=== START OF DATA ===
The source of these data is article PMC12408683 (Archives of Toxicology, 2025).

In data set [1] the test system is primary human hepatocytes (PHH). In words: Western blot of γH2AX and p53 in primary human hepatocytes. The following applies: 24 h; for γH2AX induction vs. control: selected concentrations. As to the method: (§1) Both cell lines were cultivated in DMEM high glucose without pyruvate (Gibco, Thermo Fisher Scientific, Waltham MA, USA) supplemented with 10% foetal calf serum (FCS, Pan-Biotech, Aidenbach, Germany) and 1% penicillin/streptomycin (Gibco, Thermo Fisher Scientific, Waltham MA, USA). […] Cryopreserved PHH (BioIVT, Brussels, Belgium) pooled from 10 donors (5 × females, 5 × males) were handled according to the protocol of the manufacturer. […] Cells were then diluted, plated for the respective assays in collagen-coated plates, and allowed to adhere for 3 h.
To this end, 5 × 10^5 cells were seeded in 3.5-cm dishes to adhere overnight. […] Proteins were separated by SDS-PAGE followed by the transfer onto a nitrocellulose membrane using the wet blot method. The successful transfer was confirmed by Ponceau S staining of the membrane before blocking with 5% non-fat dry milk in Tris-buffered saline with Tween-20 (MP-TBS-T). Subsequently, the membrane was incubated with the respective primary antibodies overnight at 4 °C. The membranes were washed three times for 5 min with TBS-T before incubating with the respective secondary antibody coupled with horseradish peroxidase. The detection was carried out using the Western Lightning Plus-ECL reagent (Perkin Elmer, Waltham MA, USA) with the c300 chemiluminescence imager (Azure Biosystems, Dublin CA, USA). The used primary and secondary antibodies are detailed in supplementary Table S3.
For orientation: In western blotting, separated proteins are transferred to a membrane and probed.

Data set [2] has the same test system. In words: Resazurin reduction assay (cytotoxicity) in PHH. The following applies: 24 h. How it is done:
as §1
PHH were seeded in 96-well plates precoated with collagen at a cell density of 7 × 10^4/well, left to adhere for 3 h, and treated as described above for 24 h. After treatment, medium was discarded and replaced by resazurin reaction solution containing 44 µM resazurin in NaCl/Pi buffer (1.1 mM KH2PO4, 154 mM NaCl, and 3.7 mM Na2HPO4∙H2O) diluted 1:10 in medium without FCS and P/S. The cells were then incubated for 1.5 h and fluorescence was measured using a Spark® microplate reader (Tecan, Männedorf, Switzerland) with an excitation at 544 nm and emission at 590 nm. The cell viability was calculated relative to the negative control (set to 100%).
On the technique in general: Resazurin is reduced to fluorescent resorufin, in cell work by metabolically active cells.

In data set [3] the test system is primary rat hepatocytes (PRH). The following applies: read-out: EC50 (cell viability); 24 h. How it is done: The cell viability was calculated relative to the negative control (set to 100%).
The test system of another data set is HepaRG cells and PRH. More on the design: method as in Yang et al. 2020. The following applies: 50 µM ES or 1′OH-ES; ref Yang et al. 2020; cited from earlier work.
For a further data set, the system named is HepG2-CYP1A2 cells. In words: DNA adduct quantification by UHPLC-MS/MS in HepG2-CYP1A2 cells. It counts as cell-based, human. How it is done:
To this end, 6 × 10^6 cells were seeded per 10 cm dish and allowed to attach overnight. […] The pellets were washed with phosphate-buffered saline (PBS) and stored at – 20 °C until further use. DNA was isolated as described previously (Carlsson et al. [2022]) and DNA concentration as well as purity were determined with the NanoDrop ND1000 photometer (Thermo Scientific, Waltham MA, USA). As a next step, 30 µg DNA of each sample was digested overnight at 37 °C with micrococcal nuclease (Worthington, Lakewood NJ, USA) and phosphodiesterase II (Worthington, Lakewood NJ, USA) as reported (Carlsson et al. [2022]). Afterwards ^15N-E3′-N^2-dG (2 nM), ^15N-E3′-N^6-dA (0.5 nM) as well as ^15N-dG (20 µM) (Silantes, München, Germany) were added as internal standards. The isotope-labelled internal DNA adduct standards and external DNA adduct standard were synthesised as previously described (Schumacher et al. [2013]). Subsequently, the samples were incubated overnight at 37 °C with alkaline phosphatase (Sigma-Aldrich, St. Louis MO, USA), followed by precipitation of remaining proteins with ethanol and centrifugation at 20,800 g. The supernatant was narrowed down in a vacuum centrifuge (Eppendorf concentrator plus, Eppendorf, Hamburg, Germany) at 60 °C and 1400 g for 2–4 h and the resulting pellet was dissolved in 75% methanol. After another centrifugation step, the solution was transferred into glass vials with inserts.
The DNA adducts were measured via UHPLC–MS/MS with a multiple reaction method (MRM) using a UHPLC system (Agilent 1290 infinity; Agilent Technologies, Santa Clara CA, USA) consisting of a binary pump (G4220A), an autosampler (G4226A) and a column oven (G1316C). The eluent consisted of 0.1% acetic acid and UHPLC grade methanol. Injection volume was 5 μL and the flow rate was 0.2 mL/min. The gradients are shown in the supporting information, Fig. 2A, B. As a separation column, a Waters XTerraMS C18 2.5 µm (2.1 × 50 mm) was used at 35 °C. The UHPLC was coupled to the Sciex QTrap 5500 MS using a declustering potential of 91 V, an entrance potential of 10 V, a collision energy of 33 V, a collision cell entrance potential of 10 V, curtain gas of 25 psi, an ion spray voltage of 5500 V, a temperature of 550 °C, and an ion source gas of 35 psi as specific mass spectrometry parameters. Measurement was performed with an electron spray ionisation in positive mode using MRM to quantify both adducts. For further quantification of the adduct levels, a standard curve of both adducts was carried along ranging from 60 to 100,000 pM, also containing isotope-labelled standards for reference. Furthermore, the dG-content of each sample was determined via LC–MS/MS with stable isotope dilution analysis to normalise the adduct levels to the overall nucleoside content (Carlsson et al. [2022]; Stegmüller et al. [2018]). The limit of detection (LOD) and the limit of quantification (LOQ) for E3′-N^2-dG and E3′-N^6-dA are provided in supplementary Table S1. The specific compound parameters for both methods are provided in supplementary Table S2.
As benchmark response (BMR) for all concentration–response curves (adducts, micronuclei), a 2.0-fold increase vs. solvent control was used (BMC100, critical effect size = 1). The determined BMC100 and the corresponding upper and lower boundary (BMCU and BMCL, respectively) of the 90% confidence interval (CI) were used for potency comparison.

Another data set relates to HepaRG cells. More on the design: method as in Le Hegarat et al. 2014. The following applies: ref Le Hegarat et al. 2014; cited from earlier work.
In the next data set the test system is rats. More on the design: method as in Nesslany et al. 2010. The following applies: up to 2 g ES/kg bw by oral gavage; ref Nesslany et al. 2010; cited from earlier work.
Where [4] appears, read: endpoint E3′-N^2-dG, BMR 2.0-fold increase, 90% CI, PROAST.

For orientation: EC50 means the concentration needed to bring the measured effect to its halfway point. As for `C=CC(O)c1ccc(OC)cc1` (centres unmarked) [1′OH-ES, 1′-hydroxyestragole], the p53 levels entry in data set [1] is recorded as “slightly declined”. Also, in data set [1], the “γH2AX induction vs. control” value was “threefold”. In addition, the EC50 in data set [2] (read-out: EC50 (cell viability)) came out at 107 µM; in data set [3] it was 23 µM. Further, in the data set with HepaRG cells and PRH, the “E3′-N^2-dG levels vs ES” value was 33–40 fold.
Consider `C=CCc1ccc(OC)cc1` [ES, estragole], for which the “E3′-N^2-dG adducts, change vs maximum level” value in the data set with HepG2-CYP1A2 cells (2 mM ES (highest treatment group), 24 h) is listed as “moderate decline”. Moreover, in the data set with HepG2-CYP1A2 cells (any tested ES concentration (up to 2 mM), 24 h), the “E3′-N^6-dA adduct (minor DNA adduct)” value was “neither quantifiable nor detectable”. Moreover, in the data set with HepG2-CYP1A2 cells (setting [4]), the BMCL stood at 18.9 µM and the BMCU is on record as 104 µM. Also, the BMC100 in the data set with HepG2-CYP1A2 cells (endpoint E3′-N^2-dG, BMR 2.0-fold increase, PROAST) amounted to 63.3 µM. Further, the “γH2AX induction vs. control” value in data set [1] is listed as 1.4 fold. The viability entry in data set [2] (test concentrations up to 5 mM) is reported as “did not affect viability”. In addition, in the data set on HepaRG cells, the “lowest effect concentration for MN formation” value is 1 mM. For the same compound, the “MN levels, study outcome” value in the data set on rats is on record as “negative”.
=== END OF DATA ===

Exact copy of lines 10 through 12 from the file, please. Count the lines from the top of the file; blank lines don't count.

The test system of another data set is HepaRG cells and PRH. More on the design: method as in Yang et al. 2020. The following applies: 50 µM ES or 1′OH-ES; ref Yang et al. 2020; cited from earlier work.
For a further data set, the system named is HepG2-CYP1A2 cells. In words: DNA adduct quantification by UHPLC-MS/MS in HepG2-CYP1A2 cells. It counts as cell-based, human. How it is done:
To this end, 6 × 10^6 cells were seeded per 10 cm dish and allowed to attach overnight. […] The pellets were washed with phosphate-buffered saline (PBS) and stored at – 20 °C until further use. DNA was isolated as described previously (Carlsson et al. [2022]) and DNA concentration as well as purity were determined with the NanoDrop ND1000 photometer (Thermo Scientific, Waltham MA, USA). As a next step, 30 µg DNA of each sample was digested overnight at 37 °C with micrococcal nuclease (Worthington, Lakewood NJ, USA) and phosphodiesterase II (Worthington, Lakewood NJ, USA) as reported (Carlsson et al. [2022]). Afterwards ^15N-E3′-N^2-dG (2 nM), ^15N-E3′-N^6-dA (0.5 nM) as well as ^15N-dG (20 µM) (Silantes, München, Germany) were added as internal standards. The isotope-labelled internal DNA adduct standards and external DNA adduct standard were synthesised as previously described (Schumacher et al. [2013]). Subsequently, the samples were incubated overnight at 37 °C with alkaline phosphatase (Sigma-Aldrich, St. Louis MO, USA), followed by precipitation of remaining proteins with ethanol and centrifugation at 20,800 g. The supernatant was narrowed down in a vacuum centrifuge (Eppendorf concentrator plus, Eppendorf, Hamburg, Germany) at 60 °C and 1400 g for 2–4 h and the resulting pellet was dissolved in 75% methanol. After another centrifugation step, the solution was transferred into glass vials with inserts.